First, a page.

Egi (squid) fishing


(Paul) #1

Egi is the Japanese word for squid. Japan is the world leader in recreational fishing for squid.

I enjoy pretty much all types of recreational fishing, however fixed-line fishing, light gear spinning and Egi fishing are the disciplines that I pursue.
Egi fishing has only recently become popular here in Australia. I’m unsure as to how popular it is in North America, I would be interested to know if any of you have ever angled the cephalopod species.

Fishing for squid requires a very particular style of lure or “jig” as they’re referred to. The best Egi jigs come from Japanese fishing tackle companies.

They come in a variety of sizes and weights, and nearly any colour combination you can think of. The major feature of the egi jig is the barbless crowns of hooks.

These crowns are designed to snare a squids tentacles as they try to capture the jig. Squid usually have 10 tentacles, consisting of 8 main limbs and 2 longer “candles”. The candles can be seen in the first picture which are longer than the other tentacles but are retracted back on a live squid. A squid swims forwards (tentacles first) as it hunts for prey. They are almost exclusively visual hunters that purse their prey then launch their candles in an effort to capture the evading prawn or fish.

Egi fishing can be done with a jig and any fishing outfit, however there are specialized rods and equipment designed specifically for casting the fairly large jigs, and for imparting the action on the jigs. The way egi fishing is done in Japan is by casting out far, usually from a pier or rockwall, letting the jig sink close to the bottom then quite violently jigging the rod upwards for a series of movements, then pausing for the sinking phase.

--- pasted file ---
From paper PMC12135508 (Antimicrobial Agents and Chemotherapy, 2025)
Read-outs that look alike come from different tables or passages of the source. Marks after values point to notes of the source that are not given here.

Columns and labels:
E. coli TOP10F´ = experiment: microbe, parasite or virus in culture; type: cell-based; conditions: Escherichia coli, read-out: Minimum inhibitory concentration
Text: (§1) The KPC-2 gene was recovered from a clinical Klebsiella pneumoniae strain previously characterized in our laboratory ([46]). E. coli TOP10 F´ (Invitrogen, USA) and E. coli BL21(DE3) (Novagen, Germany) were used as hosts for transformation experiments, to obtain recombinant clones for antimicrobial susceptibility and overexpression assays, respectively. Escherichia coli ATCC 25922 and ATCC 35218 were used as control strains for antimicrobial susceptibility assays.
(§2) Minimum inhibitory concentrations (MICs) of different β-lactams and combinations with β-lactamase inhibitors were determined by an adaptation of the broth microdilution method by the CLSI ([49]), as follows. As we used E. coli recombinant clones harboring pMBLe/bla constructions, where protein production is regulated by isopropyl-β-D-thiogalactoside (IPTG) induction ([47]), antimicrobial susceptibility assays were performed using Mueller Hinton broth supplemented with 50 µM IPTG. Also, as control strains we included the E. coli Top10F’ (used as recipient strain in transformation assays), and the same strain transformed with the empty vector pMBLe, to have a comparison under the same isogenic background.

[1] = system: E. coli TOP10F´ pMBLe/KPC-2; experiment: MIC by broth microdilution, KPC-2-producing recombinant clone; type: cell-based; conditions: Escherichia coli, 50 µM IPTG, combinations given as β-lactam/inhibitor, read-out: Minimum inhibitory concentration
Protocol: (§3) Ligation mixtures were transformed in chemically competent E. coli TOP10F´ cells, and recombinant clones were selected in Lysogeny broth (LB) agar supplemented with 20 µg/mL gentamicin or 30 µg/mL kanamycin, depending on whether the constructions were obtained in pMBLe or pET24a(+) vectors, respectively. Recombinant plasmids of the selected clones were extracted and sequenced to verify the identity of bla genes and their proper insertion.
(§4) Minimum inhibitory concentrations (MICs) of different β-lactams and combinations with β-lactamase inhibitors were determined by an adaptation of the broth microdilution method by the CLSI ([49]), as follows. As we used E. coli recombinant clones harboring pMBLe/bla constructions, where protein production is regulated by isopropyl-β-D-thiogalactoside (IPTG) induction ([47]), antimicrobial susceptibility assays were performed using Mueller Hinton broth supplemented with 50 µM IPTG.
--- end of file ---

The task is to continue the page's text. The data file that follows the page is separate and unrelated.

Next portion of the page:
I use a rod by MajorCraft, a popular fishing tackle company in the Japanese domestic market. It is 8’3" long and consists of two pieces. It is paired with a lightweight Shimano 2500 size spin reel. The rod is pretty flexible at the tip, vet fairly beefy towards the grip. It needs to be soft enough as to not rip the jig out of the squids tentacles, but strong enough to pull in a large squid. Squid arn’t an athletic fighting species by any means but as you reel them in towards you, the squid’s head or “hood” acts like a sea anchor. They are then lifted out of the water vertically by the rod and line usually because you are fishing some distance from the water’s surface.

Freshly caught and prepared squid has got to be one of the best forms of seafood getting around. The target species around Australia’s southern shores is the Southern Calamari, which have a short lifespan and reproduce quickly. If you catch squid you’re gunna eat em!

I also have specialized jigs for octopus, or Taco (pronounced tak-o) as they’re called in Japan. I have only recently imported these in from Japan and have not caught any 8 legged cephalopods yet. Taco fishing has a whole lot of specialized gear and rods to go with it but at this stage I’m just going to improvise with my Egi setup.


(James Hopkins) #2

Here in California saltwater fishermen often catch squid at night to use for bait the next day. I started using the Japanese jigs and found them extremely effective!!
So much so that enough could be retained for eating. Delicious!!!